We develop sensor transformations, collectively called spectral sharpening, that convert a given set of sensor sensitivity functions into a new set that will improve the performance of any color-constancy algorithm that is based on an independent adjustment of the sensor response channels. Independent adjustment of multiplicative coefficients corresponds to the application of a diagonal-matrix transform (DMT) to the sensor response vector and is a common feature of many theories of color constancy, Land’s retinex and von Kries adaptation in particular. We set forth three techniques for spectral sharpening. Sensor-based sharpening focuses on the production of new sensors as linear combinations of the given ones such that each new sensor has its spectral sensitivity concentrated as much as possible within a narrow band of wavelengths. Data-based sharpening, on the other hand, extracts new sensors by optimizing the ability of a DMT to account for a given illumination change by examining the sensor response vectors obtained from a set of surfaces under two different illuminants. Finally in perfect sharpening we demonstrate that, if illumination and surface reflectance are described by two- and three-parameter finite-dimensional models, there exists a unique optimal sharpening transform. All three sharpening methods yield similar results. When sharpened cone sensitivities are used as sensors, a DMT models illumination change extremely well. We present simulation results suggesting that in general nondiagonal transforms can do only marginally better. Our sharpening results correlate well with the psychophysical evidence of spectral sharpening in the human visual system.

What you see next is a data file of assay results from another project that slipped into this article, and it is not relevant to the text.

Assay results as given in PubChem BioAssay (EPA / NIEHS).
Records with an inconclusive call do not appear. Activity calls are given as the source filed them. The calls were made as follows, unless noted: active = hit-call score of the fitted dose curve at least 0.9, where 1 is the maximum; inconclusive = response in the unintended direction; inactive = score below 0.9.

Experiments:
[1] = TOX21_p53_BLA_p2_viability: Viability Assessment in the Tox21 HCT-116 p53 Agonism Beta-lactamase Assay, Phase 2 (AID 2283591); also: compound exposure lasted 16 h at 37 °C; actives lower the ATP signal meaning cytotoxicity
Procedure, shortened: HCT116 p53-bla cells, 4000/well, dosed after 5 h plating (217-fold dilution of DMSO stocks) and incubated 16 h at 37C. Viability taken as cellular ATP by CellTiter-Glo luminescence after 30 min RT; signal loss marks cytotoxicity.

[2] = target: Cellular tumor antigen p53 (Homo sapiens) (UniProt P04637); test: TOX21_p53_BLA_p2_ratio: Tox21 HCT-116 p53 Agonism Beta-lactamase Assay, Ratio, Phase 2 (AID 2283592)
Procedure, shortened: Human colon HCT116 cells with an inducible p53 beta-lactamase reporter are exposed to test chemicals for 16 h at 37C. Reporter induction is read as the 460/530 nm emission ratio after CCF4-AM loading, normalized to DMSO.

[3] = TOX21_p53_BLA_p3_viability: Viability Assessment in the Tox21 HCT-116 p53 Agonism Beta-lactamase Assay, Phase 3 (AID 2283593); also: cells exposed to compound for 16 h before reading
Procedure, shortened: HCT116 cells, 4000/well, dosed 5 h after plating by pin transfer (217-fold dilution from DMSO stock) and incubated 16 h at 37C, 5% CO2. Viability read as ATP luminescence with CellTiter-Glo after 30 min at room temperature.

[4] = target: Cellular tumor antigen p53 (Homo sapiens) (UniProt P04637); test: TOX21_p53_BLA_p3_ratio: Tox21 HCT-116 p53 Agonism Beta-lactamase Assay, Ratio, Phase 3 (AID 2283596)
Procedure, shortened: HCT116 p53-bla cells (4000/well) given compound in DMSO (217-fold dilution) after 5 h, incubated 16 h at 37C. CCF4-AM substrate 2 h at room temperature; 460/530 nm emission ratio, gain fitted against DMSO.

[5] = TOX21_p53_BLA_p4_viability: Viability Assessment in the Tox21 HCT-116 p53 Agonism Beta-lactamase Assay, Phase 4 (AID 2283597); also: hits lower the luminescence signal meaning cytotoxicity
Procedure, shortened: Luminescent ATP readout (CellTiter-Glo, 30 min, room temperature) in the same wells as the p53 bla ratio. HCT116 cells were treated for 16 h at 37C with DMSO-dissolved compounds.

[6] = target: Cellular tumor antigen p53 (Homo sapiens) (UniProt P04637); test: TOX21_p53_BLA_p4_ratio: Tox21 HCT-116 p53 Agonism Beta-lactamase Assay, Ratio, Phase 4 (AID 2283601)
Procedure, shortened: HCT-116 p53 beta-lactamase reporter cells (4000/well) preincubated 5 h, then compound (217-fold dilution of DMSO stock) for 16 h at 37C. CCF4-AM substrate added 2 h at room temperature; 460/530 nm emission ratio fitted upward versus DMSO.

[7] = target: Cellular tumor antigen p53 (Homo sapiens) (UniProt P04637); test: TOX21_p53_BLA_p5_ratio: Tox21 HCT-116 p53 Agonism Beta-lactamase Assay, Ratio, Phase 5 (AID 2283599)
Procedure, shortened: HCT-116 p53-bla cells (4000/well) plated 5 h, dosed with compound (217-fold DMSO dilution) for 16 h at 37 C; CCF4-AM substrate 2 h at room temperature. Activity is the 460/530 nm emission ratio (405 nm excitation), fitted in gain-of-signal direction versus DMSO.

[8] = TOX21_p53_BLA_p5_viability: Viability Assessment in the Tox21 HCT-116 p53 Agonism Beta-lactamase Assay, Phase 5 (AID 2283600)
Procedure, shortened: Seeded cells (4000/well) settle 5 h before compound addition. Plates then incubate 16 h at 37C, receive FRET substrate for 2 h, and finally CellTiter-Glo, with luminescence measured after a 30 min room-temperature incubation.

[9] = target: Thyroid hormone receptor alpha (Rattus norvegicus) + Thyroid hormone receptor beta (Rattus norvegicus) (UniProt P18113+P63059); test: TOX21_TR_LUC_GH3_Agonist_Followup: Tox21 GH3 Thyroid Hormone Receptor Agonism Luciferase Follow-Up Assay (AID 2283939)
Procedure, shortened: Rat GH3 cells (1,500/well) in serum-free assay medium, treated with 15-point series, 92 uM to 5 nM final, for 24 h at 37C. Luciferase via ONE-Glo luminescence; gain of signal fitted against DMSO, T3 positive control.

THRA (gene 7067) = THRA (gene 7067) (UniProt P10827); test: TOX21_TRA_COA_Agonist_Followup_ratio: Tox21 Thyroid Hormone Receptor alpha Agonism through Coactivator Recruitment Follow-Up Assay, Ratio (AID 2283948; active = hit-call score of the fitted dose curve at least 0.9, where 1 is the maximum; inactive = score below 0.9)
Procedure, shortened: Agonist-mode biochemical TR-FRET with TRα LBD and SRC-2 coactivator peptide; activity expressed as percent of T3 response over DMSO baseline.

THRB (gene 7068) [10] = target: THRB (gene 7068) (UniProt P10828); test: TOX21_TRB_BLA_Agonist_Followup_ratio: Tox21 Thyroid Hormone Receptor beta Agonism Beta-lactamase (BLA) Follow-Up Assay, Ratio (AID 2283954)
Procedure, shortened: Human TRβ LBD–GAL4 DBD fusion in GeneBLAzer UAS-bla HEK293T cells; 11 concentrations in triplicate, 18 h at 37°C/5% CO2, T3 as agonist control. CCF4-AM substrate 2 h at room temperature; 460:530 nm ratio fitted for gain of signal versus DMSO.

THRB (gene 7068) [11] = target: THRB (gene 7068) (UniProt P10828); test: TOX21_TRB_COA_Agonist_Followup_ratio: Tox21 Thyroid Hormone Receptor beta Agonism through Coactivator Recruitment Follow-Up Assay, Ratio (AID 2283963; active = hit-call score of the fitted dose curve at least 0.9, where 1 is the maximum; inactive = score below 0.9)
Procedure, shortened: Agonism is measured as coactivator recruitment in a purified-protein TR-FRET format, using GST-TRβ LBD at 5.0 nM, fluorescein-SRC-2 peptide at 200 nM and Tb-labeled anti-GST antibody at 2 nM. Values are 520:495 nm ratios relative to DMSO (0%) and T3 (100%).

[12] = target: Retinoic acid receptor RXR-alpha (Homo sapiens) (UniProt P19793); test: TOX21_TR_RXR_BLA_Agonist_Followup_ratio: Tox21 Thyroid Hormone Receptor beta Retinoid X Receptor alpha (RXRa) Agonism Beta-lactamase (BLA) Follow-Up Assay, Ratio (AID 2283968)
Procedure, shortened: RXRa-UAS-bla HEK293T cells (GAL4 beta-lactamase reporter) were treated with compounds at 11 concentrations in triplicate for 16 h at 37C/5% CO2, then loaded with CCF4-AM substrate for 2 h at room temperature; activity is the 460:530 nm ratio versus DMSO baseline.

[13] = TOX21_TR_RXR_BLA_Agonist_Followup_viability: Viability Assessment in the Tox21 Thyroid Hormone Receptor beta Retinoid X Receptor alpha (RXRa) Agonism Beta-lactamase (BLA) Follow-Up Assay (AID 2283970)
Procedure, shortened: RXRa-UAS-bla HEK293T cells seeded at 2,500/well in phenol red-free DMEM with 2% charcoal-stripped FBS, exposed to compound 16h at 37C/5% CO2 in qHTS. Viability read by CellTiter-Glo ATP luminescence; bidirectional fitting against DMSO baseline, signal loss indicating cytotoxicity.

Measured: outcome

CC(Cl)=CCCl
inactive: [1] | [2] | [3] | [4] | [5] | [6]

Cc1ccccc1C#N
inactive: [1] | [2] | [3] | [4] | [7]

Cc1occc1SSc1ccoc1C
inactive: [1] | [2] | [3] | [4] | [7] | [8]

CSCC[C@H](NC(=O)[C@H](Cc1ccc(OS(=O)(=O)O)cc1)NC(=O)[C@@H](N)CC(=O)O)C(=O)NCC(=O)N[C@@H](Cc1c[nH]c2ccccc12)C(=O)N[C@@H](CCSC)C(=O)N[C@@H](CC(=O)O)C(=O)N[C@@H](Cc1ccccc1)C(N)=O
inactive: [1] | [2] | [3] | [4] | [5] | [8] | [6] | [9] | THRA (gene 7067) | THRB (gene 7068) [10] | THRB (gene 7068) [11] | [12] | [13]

© 1994 Optical Society of AmericaFull Article | PDF Article
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